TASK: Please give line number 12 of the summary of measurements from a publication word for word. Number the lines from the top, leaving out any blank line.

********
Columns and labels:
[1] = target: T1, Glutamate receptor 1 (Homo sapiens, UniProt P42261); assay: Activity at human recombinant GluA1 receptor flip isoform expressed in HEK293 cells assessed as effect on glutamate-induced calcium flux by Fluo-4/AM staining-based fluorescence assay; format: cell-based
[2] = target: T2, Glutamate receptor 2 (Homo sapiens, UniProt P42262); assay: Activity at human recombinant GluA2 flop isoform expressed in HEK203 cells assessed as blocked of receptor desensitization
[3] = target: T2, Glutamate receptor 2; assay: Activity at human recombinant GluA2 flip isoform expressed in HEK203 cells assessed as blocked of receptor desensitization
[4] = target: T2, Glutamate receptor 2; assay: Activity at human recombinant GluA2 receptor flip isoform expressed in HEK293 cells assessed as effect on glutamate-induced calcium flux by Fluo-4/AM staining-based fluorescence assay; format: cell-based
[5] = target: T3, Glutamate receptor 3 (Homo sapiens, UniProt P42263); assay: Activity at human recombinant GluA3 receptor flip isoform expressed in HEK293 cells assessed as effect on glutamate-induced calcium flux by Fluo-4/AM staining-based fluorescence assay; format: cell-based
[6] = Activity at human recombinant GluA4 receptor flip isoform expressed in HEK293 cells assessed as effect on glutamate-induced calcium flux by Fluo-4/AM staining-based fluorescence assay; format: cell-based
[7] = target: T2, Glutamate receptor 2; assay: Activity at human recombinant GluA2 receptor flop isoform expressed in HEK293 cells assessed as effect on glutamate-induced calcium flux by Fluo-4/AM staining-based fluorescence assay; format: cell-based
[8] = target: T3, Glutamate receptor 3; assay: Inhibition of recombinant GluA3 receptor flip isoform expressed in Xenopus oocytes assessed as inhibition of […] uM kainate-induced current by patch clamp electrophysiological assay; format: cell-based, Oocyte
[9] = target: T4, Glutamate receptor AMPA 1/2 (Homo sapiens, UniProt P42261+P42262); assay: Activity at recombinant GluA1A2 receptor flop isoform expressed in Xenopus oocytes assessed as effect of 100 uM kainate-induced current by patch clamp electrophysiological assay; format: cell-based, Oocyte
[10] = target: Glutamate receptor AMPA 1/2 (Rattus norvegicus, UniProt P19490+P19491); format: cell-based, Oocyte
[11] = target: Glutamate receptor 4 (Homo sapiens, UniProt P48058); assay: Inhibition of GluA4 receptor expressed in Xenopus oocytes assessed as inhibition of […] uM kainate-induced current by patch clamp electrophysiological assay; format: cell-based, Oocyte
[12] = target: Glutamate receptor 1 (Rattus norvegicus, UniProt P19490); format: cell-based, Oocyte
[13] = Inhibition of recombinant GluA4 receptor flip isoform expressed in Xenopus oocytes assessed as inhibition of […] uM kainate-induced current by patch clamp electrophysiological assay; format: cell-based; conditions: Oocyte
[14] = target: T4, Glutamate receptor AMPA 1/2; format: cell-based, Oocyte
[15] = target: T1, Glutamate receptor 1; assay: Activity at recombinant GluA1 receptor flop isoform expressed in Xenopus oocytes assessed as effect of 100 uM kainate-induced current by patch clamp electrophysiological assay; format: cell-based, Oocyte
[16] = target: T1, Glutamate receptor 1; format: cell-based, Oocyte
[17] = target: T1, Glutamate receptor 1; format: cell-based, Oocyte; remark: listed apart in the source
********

[11] = target: Glutamate receptor 4 (Homo sapiens, UniProt P48058); assay: Inhibition of GluA4 receptor expressed in Xenopus oocytes assessed as inhibition of […] uM kainate-induced current by patch clamp electrophysiological assay; format: cell-based, Oocyte